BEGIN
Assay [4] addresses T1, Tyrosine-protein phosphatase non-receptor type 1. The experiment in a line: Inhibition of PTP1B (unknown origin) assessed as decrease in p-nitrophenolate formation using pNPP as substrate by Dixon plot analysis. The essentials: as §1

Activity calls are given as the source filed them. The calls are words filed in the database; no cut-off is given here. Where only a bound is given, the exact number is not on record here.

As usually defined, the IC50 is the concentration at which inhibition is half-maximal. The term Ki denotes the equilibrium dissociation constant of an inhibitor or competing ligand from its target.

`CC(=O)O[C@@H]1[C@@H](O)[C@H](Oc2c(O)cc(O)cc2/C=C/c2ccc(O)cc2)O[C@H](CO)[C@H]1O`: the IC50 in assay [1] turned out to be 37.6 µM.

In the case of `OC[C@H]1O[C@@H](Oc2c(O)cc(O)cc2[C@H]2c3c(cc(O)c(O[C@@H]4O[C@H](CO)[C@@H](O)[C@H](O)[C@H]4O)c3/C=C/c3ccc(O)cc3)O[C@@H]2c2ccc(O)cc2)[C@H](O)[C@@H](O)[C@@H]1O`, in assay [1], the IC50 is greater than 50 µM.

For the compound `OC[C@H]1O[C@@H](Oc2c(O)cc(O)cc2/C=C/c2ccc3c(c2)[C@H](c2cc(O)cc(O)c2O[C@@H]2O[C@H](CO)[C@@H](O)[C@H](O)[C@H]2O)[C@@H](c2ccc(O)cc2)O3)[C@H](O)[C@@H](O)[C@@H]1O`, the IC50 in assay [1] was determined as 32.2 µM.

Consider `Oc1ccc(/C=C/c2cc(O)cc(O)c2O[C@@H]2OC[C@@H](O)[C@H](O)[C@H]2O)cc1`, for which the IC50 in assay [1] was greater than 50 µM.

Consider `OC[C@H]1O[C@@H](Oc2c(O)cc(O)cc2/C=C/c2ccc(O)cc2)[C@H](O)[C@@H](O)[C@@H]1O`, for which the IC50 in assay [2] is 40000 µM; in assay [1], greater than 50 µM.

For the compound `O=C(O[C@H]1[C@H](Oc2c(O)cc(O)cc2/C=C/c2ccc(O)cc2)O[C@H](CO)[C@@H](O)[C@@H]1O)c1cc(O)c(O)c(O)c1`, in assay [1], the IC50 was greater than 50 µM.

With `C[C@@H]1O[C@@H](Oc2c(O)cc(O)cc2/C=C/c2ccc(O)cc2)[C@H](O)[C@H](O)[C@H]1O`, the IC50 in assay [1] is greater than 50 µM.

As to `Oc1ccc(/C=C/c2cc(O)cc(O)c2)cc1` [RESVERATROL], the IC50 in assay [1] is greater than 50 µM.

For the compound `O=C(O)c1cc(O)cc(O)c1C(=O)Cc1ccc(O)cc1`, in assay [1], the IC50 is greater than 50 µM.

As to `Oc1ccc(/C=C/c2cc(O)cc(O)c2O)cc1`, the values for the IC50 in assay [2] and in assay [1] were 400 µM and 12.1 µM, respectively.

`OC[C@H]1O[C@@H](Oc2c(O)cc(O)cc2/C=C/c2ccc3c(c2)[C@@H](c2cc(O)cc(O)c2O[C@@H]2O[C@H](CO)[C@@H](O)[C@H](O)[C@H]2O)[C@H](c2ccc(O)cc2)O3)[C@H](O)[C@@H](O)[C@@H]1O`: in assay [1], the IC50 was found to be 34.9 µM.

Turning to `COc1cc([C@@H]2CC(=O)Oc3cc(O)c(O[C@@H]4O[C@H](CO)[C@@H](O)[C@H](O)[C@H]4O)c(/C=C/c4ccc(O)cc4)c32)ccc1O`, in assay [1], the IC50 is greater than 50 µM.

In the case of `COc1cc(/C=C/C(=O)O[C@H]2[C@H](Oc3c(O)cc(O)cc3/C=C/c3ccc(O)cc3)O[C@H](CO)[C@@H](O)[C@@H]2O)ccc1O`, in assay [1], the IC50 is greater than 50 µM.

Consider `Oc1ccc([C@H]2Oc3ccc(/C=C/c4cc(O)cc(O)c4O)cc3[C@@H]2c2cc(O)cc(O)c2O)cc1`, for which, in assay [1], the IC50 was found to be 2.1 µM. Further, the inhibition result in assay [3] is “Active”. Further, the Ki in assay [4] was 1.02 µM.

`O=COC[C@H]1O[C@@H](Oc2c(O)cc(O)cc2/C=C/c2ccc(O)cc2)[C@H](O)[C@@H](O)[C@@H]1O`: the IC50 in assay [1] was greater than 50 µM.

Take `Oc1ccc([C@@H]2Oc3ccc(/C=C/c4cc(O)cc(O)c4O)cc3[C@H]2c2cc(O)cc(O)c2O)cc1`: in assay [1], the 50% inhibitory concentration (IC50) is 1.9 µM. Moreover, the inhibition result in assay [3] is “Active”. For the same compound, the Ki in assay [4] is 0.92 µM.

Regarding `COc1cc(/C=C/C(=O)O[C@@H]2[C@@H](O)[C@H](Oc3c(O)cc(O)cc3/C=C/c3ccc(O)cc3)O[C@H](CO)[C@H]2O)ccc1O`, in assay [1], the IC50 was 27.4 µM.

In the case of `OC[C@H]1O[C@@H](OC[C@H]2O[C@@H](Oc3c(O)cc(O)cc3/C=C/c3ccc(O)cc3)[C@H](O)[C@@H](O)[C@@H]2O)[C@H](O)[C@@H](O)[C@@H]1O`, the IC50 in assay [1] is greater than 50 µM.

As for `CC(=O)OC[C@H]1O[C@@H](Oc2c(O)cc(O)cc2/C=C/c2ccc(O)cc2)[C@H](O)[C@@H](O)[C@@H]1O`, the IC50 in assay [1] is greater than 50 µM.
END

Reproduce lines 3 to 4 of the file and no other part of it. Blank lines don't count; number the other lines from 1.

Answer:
As usually defined, the IC50 is the concentration at which inhibition is half-maximal. The term Ki denotes the equilibrium dissociation constant of an inhibitor or competing ligand from its target.

`CC(=O)O[C@@H]1[C@@H](O)[C@H](Oc2c(O)cc(O)cc2/C=C/c2ccc(O)cc2)O[C@H](CO)[C@H]1O`: the IC50 in assay [1] turned out to be 37.6 µM.